I have had various people ask me about my views about the Colston Statue in Bristol that was torn down last weekend. I am of the mind that damage to property in normal circumstances is unjust; however, by looking at this at the surface level, we negate the meaningful insight into the why. Let me say this these are not normal circumstances.
Simplistic rules and regulations are not how life works; humans are not machines or computers which follow fixed algorithms or binary code of on or off. Why do we so often find ourselves in a position of either supporting something or not supporting something because we believe that these personal rules hold without really interrogating why?
Let me say this: our rules are made up. You made those rules they don’t mean anything to anyone, even yourself. Where do these innate rules come? Have we been trained to live life like this? This is colonised thinking, and as educator we must fight to change this mode as it will adversely impact on the interactions with young people.
Let’s look at the situation around the last week. We, in the UK, are in lockdown, and the rules are that we should socially distance, when out and not leave the house unless necessary for exercise, socially or for work. Looking at the protestors, On a purely rational basis, either it is easy to see them as reckless and flouting rules if we do not look at the deeper reasons why.
For people to leave their house in the middle of a pandemic means that they are risking their lives. If you are PoC or BAME, you are at a higher risk of death. So it follows that people are risking their lives because it’s worth the risk. What is worth it? Let me start with the police; I do not know of one man of colour who has not had an adverse interaction with a police officer, not one. Think about that. Looking at that statistics:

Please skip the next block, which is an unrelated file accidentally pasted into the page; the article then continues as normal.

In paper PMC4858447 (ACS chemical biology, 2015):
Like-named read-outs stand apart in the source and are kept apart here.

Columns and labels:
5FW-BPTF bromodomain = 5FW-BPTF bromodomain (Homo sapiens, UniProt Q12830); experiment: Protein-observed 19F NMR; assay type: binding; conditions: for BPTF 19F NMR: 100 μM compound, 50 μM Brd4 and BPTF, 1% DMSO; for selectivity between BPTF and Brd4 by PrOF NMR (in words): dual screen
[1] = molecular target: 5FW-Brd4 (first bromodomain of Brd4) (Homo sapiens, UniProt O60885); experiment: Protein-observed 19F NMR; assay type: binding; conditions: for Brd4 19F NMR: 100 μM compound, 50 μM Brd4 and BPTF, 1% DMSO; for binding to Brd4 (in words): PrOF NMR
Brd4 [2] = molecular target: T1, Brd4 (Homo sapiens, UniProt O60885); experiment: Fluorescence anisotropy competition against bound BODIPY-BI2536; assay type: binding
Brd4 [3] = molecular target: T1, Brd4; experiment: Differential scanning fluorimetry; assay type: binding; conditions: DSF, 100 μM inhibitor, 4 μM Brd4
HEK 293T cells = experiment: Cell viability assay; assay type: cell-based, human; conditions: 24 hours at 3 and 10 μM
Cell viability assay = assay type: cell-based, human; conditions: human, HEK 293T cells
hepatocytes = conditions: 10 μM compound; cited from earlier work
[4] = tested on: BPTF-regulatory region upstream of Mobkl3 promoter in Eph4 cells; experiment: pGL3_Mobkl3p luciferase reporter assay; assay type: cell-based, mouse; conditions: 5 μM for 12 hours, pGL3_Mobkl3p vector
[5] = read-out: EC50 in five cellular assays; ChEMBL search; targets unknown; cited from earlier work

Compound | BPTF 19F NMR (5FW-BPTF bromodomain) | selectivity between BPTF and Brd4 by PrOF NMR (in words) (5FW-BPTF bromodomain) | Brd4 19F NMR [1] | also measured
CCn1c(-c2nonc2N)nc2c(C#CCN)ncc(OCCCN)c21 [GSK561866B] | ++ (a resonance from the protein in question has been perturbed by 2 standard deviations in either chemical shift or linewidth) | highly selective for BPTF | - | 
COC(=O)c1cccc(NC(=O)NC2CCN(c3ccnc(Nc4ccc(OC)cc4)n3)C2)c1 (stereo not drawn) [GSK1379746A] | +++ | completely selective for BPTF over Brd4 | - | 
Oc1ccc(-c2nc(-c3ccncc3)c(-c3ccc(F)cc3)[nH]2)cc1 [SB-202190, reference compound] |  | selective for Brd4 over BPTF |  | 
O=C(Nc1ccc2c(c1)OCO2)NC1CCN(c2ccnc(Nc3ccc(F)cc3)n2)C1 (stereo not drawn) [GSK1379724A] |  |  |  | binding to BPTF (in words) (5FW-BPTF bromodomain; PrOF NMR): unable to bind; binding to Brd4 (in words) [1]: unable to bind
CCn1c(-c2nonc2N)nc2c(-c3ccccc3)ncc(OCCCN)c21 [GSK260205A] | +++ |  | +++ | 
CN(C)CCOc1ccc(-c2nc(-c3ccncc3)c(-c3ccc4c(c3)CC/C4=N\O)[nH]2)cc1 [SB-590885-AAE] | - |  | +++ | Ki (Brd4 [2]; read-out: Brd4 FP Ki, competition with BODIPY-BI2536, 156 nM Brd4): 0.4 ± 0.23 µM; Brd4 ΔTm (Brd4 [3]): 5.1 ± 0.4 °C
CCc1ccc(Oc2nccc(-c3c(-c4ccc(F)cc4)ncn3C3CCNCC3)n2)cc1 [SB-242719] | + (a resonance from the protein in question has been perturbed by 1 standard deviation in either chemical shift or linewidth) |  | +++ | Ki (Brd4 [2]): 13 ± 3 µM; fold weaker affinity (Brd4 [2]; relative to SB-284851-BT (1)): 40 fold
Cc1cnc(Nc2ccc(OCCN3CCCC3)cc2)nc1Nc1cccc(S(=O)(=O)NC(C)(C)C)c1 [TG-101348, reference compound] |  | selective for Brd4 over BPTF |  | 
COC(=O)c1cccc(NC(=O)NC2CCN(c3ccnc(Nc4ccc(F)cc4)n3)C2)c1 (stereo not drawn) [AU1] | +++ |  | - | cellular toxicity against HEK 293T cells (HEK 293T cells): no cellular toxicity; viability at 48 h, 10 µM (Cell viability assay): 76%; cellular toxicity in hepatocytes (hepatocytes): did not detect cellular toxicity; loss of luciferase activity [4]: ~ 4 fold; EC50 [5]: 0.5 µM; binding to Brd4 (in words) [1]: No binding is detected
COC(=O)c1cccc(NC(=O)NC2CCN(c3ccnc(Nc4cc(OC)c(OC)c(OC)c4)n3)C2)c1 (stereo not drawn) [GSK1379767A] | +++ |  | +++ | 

Black men are twice as likely to die in police custody
Black people are 40 times more likely to stopped and searched
Black people receive longer custodial sentences
Black pupils are more likely to be excluded
The economic inequities which lead to COVID-19 deaths
So, Is it worth it? Yes.
On to the statue. Is it criminal to pull any property of the state down and throw it in the river? No.
Looking at the ‘why’, the statue is a symbol of a man who trafficked humans as cargo, 1000’s were drowned at sea. As the state only stopped paying reparation to the slave owners in 2015, our taxes lined their pockets until then. So not only did the descendants of enslaved people pay the perpetrators for their ancestor’s freedom. Now they are forced to walk past monuments celebrating the same people perpetrated those very same mass murders.
Is it worth it? To those people, yes.